Ayu is typically served in Kaiseki Ryori restaurants rather than sushi restaurants, and are typically salt-grilled. Unlike salt-water fish that are gutted and cleaned however, Ayu is typically eaten whole, including all the innards and gills. In fact, the bitter taste of the innards are highly prized as they balance out the sweet and refreshing taste of Ayu. The term of this taste is konowata (このわた). When skewered to be grilled over charcoal, the fins of the Ayu are salted to allow them to stand up, whilst the skewer goes through the body in an in and out fashion to make the fish seem as though it is “lively swimming”.
Being the prefectural fish of Gifu Prefecture (岐阜県), this recipe covers a classic recipe that Gifu is famous for- Ayu Gohan (鮎ご飯).
- Skewer the Ayu as shown in the picture above, otherwise, directly grilling the Ayu is also alright as we won’t be serving the Ayu whole and so presentation does not matter as much.
- You can either grill it over charcoal or grill in an oven at 200°C for around 5 minutes each side or until the skill is nice and golden brown. You do not need to fully cook the fish as the fish will continue cooking in the rice pot.
- If the Ayu are large, trim away the fins, including the tail fin, and discard as they can be hard to eat. You might want to do this for smaller Ayu as well.
- Cut off the heads of the fishes and using a tweezers, you should be able to pull out the spine of the fish through the opening revealed from cutting off the head.
- Place the heads and spines back on a wire-mesh/tray and grill them again crunchy.
- Add the heads and spines to the dashi in a saucepan, bring to a boil before turning off the heat and allowing to rest for 5 minutes.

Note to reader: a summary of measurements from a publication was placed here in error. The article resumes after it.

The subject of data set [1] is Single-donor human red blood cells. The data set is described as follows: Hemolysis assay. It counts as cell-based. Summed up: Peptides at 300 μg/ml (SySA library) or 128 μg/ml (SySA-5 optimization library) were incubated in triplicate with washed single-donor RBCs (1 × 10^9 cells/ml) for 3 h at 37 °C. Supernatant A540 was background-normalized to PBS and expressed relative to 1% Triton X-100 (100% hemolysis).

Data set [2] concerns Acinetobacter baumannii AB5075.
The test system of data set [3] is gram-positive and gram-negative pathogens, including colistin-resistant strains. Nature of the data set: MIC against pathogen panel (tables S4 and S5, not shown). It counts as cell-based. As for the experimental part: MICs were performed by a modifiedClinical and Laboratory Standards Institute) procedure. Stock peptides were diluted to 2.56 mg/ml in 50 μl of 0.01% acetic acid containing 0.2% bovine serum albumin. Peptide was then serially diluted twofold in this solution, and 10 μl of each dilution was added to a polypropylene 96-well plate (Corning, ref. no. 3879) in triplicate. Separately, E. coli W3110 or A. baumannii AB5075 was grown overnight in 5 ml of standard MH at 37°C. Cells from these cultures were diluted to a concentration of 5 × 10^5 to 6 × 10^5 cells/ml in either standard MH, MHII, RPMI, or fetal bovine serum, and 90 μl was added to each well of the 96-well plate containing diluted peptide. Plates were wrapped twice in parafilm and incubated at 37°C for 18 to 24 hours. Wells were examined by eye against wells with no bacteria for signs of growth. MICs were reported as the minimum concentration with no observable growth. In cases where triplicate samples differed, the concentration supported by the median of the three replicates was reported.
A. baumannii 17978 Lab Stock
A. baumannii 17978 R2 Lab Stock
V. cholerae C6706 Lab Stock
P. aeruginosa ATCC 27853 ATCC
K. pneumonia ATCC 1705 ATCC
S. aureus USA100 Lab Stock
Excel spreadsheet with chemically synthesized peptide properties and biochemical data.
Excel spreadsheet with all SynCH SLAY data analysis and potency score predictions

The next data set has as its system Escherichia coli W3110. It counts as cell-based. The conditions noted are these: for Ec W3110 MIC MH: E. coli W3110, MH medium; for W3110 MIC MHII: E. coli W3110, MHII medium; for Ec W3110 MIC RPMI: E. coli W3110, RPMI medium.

- Place the rice, sake, soy sauce in a donabe rice cooker, before straining out the dashi to remove the heads and bones and adding the stock to the donabe.
- Gently mix to combine the seasoning and rice.
- Add the sweet pea shoots on top of the rice.
- Place the fish on top of the sweet peat shoots, and close the lid and cook according to your donabes rice cooking instructions. You can find instructions on cooking rice for donabes here and here.
- Once done, remove the lid of the donabe, add in finely chopped ginger and spring onions to taste, and mix in the Ayu meat with the rice, breaking apart the Ayu meat as you mix. By both grilling and steaming the Ayu, the small bones remaining in the Ayu should be soft and edible, especially since the spines have been removed. If you are worried about bones, remove the Ayu from the donabe onto a plate and break up the flesh with a spoon and fork, removing any bones along the way before re-adding the meat to the rice and mixing together.
For this recipe I leave in the innards of the fish but if you do not enjoy the bitter taste feel free to remove them.
The addition of Sweet Pea Sprouts, Tomyo is not a typical addition to this recipe and is optional or can be substituted with any vegetable of your choice.
If fact, the most basic version of this dish you get in Japan has only the fish, rice, and seasoning with ginger, excluding any vegetables or spring onions.
If using a rice cooker just follow the same instructions for cooking rice as you typically would for white rice.
This recipe was made in the rice cooker donabe by Kumoi Kiln and was inspired by a meal served by Kiyofumi Kozuru at his traditional open hearth (Irori/囲炉裏) restaurant Tadenoha (たでの葉) in Aoyama, Tokyo in the exact same claypot. More information about the restaurant can be found here and here and here.